COVID-19: A Wake-Up Call For Our Abuse Of Animals
A new report from the Humane Society of the United States (HSUS) is a call to action for animals. It proposes nine policies aimed at reducing the risk of another pandemic arising from zoonotic (originating in animals) disease. The novel coronavirus, responsible for COVID-19, likely developed in bats and infected humans through an intermediate host, and it isn’t the first time this has happened. The pathogens responsible for Ebola, avian flu, swine flu, mad cow disease, and SARS all came from animals. An estimated 73% of emerging infectious diseases are zoonotic. As for known infectious diseases, almost three in five (58%)—think rabies or salmonella– are transmitted by animals.
Human activity, and the use and misuse of animals, are frequently behind the spillover of contagions from animals to humans. In response to this now glaring threat, the HSUS and its Legislative Fund proposed nine policy recommendations to mitigate future pandemic risks:
- Multiple disease outbreaks have been traced to wildlife markets. Shut them down permanently.
In live wildlife markets, animals are often kept in unsanitary, overcrowded conditions. They are slaughtered on site and inhumanely, bodily fluids intermingle and spread to other animals, surfaces, packaging, and people. While coronavirus threw Chinese live markets in the spotlight, less well known is the extent of live wildlife markets in the U.S., where animals such as reptiles and amphibians are sold for human consumption. State legislatures should pass laws to prohibit such markets within their own borders. The federal government can also play a role by banning the importation of wild animals destined for these markets.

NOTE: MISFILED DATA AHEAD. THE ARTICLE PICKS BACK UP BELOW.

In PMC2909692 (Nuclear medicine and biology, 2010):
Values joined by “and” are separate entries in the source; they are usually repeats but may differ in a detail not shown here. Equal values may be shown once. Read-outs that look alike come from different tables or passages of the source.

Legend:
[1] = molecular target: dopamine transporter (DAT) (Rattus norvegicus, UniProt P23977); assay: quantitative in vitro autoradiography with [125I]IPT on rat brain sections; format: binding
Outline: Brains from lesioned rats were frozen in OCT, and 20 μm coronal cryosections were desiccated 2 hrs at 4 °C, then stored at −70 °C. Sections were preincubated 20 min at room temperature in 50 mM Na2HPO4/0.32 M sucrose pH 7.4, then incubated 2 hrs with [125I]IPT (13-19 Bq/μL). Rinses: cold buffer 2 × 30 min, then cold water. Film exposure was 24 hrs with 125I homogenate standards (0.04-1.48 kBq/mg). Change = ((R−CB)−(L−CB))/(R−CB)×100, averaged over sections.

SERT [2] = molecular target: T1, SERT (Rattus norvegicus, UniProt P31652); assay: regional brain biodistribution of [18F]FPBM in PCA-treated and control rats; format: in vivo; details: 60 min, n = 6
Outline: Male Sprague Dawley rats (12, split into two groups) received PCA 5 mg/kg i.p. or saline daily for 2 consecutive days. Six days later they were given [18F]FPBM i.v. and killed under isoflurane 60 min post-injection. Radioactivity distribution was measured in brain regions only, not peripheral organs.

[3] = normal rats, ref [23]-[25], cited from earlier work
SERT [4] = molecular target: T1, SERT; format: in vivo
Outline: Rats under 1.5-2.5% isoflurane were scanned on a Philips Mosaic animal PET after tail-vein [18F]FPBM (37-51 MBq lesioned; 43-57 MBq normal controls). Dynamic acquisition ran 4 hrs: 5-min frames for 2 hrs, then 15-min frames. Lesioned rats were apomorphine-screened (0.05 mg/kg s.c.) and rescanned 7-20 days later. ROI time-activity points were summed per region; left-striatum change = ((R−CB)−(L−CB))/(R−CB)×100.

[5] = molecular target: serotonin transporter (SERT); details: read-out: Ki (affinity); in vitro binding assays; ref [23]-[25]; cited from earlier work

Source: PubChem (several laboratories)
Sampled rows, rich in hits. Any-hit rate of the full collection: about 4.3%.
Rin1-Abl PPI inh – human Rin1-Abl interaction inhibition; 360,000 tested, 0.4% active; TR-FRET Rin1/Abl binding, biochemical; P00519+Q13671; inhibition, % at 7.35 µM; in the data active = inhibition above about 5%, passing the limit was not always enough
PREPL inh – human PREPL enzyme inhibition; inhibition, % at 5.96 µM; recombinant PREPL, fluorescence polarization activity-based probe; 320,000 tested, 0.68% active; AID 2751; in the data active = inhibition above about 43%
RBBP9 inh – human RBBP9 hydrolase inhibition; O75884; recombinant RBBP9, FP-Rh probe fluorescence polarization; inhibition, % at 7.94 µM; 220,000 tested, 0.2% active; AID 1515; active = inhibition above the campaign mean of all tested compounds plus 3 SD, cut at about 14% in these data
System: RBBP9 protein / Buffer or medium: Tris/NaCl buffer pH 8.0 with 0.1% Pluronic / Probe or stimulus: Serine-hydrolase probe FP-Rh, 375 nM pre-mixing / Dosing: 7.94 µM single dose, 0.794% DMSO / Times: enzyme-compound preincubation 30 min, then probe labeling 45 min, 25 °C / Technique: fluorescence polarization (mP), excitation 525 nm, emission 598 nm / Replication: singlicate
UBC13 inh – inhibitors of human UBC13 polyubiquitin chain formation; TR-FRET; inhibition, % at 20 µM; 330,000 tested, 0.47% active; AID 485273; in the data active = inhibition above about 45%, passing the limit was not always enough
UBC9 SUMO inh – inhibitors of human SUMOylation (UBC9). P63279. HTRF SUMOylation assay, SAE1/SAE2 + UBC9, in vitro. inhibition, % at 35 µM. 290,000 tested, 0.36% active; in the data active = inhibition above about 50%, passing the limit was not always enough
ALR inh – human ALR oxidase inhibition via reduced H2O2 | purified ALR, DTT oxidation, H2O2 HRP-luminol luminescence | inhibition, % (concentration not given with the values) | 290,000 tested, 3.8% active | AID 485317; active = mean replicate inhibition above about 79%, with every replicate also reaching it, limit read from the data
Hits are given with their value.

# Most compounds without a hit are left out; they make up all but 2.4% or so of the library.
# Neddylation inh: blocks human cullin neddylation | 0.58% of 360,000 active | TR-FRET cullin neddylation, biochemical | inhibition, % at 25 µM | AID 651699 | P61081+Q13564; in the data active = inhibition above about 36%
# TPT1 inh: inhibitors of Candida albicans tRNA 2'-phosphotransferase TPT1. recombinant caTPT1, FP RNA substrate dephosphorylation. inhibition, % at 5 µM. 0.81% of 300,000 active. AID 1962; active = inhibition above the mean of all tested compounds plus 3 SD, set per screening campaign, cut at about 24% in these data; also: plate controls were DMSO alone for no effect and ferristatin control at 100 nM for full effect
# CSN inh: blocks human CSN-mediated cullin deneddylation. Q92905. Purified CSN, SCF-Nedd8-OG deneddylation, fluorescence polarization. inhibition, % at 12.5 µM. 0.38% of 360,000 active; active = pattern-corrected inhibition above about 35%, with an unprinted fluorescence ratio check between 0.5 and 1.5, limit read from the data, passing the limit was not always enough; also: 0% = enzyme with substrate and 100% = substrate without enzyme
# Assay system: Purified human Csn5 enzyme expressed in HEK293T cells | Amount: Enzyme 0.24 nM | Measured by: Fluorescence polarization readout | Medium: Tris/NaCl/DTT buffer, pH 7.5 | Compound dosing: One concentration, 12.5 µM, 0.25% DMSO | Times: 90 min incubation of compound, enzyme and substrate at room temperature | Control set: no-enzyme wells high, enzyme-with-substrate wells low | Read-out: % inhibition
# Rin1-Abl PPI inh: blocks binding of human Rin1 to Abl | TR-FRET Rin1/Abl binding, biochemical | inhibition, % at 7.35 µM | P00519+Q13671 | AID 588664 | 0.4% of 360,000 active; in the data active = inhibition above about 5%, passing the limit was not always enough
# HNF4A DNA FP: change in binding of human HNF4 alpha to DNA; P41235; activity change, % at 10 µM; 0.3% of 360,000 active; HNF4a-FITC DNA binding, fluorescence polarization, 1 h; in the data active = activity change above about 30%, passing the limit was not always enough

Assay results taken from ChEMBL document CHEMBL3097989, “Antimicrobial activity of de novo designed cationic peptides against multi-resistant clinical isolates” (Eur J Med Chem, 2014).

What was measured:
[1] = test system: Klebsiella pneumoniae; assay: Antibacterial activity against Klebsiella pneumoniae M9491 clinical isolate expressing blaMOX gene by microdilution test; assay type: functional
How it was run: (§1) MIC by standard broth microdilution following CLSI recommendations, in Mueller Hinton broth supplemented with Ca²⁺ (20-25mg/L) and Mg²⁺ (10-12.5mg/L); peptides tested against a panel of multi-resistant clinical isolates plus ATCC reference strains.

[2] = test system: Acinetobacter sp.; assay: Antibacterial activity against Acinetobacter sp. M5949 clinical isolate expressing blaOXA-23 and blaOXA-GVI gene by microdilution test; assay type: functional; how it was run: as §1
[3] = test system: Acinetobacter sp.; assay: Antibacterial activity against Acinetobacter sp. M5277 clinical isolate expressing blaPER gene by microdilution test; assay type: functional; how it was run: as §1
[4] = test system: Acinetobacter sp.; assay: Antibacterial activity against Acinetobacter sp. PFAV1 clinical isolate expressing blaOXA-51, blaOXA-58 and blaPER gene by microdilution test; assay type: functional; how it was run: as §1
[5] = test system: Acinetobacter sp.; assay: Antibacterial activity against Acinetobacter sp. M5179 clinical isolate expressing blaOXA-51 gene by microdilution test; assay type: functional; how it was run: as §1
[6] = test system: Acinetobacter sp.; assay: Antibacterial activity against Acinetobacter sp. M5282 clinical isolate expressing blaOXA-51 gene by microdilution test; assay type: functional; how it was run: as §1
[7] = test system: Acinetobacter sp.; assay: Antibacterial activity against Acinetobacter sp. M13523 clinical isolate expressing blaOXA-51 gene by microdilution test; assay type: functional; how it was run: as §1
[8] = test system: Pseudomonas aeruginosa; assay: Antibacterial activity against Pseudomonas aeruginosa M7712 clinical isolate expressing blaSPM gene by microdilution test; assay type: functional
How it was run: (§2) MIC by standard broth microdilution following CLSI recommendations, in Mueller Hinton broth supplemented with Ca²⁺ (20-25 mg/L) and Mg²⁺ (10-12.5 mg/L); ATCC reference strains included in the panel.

- End the trade of live wild animals to prevent the spread of the diseases they carry.
The U.S. is the largest importer of live wild animals, mostly for companions. Beyond the risks of escaping and becoming invasive species, these animals pose health risks to people. They can transmit fungal, bacterial, viral, and parasitic infections to their keepers. No single entity has the responsibility for the zoonotic disease risks posed by these imports. Therefore, authorities should coordinate efforts to make the keeping and importation of live wildlife illegal.
- Ban public contact between people and wild animals.
Zoos and traveling shows may offer people the chance to feed, pet, ride, swim, or otherwise interact with live, wild animals. The risks of disease transmission in these situations run both ways. And this use of wild animals, whether for entertainment or as ambassador animals is both dangerous and inhumane. These kinds of close encounters between people and wildlife should be banned.
- Animals raised for fur can carry SARS-COV type pathogens. End the fur trade.
Undomesticated mink, racoon dogs and foxes are raised and killed solely for their fur. Housed in intensive confinement systems, they easily contract and transmit disease. Indeed, mink fur farms abroad have been linked to the spread of SARS-COV-2 to humans. Fur farming should be prohibited, along with the trade in animals used for fur and products made from them.